Written by Guest Blogger Andrea Frazer
In this post I mentioned how I’m living as a “new” Christian with an Atheist husband. I’m attempting to honor my husband in my actions, even when my feelings aren’t following suit. You know, those “I feel sorry for myself sitting with the two kids at church alone while EVERY OTHER COUPLE has their little brood in between them like baby ducks clustered between Christian Barbie and Ken book-ends” kind of feelings.)
To be clear, while my husband is “head” of the household, I hardly consider him the boss of me. Like my favorite quote from My Big Fat Greek Wedding, “The man is the head, but the woman is the neck, and the neck can turn the head anyway she wants to.”
In my case, the neck turning means showing love for my husband in my actions, not my words. 1 Peter 3: 1 – 11 states, “
Okay that last part about not wearing jewelry and having a quiet, gentle spirit? That will truly take some divine intervention. But the overall idea of modesty and self-restraint when it comes to not being a nagging harpie? I can manage that.
The main point of this post, however, is the idea, “How does one serve two “masters” – both their husband and Jesus?
How does one find peace? On one hand, I have my husband who finds all this Christian stuff utter nonsense. And really, I can’t blame him. Selling a Hollywood screenplay seems less far fetched than some baby being born of a virgin, performing miracles, living without sin, dying on a cross and rising from the dead. Plus he did all that without internet, cable and Starbucks.
On the other hand, if this Jesus is who The Bible claims He is, how can I not totally fall in love with Him, too? (Believe me – my Rex is not much of a sharer.)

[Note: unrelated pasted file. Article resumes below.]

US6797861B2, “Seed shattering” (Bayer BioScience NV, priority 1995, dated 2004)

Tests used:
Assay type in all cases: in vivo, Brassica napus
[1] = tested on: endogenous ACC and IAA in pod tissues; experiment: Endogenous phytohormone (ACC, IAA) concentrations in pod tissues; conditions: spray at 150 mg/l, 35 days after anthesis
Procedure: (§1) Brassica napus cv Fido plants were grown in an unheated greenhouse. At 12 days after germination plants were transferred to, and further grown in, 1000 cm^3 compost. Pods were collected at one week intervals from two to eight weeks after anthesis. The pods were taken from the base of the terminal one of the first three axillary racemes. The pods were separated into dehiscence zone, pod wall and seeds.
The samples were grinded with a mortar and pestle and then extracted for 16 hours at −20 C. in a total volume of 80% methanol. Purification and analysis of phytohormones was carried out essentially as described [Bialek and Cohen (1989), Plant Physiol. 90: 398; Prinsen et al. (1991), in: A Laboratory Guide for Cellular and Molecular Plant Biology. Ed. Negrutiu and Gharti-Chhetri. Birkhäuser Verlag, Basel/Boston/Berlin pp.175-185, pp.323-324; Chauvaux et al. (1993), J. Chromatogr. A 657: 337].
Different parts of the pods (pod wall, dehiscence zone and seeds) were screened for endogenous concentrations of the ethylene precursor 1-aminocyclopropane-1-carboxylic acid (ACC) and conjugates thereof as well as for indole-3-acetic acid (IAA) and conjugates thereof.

The duality of my current relationships are quite alarming. I liken loving both Rex and Christ to going for a swim in a glorious warm pool but having weights attached to my legs.
I hardly consider my husband dead weight, but the enormity of our different worldview can sometimes feel heavier than I’d like to admit. (Well, except for admitting right here for the entire World Wide Web.)
I see more than ever why the Bible urges believers to marry believers.
2 Corinthians 6:14 “Don’t team up with those who are unbelievers. How can righteousness be a partner with wickedness? How can light live with darkness?”
The human in me does not see my husband as evil. But the lack of peace we sometimes encounter is.
I take great hope in 1 Corinthians 7: 12-16 “Don’t you wives realize that your husbands might be saved because of you? And don’t you husbands realize that your wives might be saved because of you?”
I don’t know what plans God has for my marriage. But I do know this: Rex’s lack of a need for Jesus is the precise force that landed me right in Christ’s arms. Instead of feeling sorry for myself, or blaming my atheist husband, I’m attempting to thank God every day that Rex is in my life. (Most days, anyway!) My husband is a wonderful iron in refining my fledgling faith.
Today, as I finished sewing some Xmas lights into the backside of my daughter’s ice fairy costume, I scoffed at my poor sewing job. The stitches were completely uneven. None of them matched. Looking at it up close was like looking at a web spun by a very tired spider six beers in.
I thought about how my marriage can often feel like that – mismatched and uneven – dizzying with effort at times.
But then I turned the dress inside out and added the battery to the light. What a vast transformation! My poor sewing skills were nowhere to be seen. Instead, I saw nothing but beautiful light glowing through the fine mesh fabric.
Again, I thought of my marriage, but this time I saw only the beauty and wonder I have experienced due to Rex: My home, my children, a spiritual growth which will accompany me into far rockier waters than an argument over how to budget our finances.
Clearly I need to step back from my sewing job, as well as my negative views of being married to a non-Christian. When I stop focusing on what isn’t working, I can let God’s wonderful majesty shine through in glorious light.
I will never stop praying for faith. I will never stop praying for my husband. And most of all, I will never stop thanking God for how lucky I am to have both Rex and Jesus in my life. I might not get an HBO show about serving two husbands, but I’m certainly growing more than I ever dreamed possible.
And when I start to falter – when the lights of my soul start to flicker in exhaustion – God’s Word will have to serve as a battery to charge me up once again.
Anyone else out there in “unequally yoked?” If so, how are you managing? Here’s an interesting website about being unequally yoked.